Borrowers’ Accounting Information and Banks’ Lending Decisions
48 Pages Posted: 26 Jul 2016 Last revised: 27 Jul 2016
Date Written: June 1, 2016
I examine the relation between borrowers’ accounting information and banks’ lending decisions, measured in terms of nonperforming loans (NPLs) and pooling of borrowers (i.e., the inability to price-differentiate borrowers). If the information contained in borrowers’ financial statements affects the degree of bank screening and monitoring, banks’ lending decisions will be a function of borrowers’ accounting information. If banks can use their information advantage to overcome any screening and monitoring need, banks’ lending decisions will be independent of borrowers’ accounting information. Using an international sample of banks and loan contracts, I find that banks have impaired screening and monitoring abilities after borrowers are required to change their accounting numbers, i.e., to switch from their local accounting rules (local GAAP) to International Financial Reporting Standards (IFRS), suggesting that borrowers’ financial statements are a nontrivial part of banks’ information set. The results are stronger in countries whose accounting rules differed the most compared to IFRS, in banks with higher proportions of loans granted to borrowers using IFRS, and in banks less familiar with the new standards, suggesting that the effect is not only due to the content of the new standards but also to nontrivial learning costs. The effect is also robust to change in countries’ enforcement levels, although weaker.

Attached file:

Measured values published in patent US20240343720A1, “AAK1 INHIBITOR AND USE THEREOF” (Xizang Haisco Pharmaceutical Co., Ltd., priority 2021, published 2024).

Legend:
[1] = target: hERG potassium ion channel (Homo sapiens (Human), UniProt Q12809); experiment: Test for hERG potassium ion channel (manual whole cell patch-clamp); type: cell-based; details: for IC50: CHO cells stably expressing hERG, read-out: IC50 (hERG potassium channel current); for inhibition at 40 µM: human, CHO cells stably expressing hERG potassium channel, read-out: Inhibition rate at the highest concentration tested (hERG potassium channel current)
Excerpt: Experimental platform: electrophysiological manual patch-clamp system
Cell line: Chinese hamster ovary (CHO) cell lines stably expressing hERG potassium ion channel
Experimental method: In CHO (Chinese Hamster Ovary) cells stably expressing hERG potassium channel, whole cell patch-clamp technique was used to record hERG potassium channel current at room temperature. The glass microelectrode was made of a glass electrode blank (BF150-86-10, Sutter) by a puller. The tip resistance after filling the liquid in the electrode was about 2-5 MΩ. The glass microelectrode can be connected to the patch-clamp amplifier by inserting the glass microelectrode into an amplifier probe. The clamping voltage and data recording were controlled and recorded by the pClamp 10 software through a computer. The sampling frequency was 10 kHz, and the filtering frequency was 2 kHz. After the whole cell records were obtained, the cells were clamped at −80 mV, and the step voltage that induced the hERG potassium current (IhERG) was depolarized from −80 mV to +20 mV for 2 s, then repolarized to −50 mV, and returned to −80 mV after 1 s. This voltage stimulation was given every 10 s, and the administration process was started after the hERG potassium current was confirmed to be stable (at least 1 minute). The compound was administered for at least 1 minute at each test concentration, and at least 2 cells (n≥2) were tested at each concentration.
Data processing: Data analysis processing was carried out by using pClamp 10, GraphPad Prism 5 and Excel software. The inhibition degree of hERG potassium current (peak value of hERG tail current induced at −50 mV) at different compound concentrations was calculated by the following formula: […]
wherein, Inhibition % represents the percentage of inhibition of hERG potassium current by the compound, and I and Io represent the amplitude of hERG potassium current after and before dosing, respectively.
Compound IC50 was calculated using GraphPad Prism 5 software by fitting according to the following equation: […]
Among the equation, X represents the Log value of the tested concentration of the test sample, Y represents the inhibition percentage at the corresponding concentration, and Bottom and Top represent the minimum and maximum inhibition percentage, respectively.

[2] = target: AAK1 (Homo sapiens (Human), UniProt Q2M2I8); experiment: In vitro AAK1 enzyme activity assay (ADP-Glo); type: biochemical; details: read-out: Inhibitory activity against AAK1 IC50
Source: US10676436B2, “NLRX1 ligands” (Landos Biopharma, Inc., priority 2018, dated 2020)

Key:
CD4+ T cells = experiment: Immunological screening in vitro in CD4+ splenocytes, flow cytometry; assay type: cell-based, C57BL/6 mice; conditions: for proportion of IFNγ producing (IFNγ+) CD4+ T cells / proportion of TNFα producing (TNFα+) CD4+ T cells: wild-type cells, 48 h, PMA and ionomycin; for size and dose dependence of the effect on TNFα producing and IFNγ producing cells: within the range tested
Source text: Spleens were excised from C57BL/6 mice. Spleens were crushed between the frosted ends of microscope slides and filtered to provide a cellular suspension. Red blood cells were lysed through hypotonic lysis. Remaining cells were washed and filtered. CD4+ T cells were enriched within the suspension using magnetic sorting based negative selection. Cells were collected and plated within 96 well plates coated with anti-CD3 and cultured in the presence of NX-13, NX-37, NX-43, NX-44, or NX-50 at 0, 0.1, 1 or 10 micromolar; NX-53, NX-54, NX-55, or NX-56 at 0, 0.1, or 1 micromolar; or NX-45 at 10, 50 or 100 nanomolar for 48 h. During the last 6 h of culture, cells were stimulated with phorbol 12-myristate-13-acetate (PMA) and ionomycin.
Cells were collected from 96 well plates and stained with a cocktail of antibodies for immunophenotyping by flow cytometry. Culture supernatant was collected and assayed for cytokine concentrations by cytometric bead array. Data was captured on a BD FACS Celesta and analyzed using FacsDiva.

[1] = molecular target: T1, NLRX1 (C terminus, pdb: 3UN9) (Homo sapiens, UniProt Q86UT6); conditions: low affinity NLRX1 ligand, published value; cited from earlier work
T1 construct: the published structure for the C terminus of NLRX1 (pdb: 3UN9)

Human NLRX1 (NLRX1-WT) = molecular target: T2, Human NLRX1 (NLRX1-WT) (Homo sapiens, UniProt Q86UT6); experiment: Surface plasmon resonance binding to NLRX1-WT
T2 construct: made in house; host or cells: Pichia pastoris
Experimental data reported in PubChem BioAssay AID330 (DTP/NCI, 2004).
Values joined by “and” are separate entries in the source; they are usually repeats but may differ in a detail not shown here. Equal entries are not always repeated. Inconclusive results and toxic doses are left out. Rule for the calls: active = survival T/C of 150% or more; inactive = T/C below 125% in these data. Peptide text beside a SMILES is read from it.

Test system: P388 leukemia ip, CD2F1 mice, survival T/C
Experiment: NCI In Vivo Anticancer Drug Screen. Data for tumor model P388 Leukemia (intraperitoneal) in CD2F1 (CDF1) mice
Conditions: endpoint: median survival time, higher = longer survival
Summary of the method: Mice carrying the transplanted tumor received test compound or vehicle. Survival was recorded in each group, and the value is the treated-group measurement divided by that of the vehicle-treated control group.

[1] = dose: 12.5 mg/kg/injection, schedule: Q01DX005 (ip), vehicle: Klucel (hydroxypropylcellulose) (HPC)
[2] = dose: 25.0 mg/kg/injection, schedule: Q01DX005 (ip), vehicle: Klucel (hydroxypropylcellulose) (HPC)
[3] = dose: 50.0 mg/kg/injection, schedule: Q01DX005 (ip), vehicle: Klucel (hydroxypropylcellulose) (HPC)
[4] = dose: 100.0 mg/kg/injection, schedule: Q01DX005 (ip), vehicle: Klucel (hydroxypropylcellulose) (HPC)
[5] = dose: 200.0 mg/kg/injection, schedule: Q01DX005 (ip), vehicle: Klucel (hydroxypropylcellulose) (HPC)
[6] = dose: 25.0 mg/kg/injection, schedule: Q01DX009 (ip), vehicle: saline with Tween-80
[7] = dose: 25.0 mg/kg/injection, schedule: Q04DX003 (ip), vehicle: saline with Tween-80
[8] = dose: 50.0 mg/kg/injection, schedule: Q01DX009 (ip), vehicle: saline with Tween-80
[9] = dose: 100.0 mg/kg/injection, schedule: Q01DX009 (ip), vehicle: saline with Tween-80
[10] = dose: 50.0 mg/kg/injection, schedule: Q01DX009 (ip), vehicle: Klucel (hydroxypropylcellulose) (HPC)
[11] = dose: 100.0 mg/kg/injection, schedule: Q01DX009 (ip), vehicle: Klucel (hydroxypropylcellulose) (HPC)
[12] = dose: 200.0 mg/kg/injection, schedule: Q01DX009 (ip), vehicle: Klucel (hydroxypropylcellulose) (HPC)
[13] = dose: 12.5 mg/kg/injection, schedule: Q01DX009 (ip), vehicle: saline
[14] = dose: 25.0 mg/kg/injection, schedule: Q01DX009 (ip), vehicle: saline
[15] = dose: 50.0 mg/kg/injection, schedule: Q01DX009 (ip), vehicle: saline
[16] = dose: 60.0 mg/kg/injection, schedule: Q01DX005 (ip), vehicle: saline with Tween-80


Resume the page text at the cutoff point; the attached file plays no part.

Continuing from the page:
Keywords: Lending Decisions, Banks, Monitoring, Screening, Information Asymmetry, IFRS, Non-Performing Loans
JEL Classification: G14, G21, M41, M48
Suggested Citation: Suggested Citation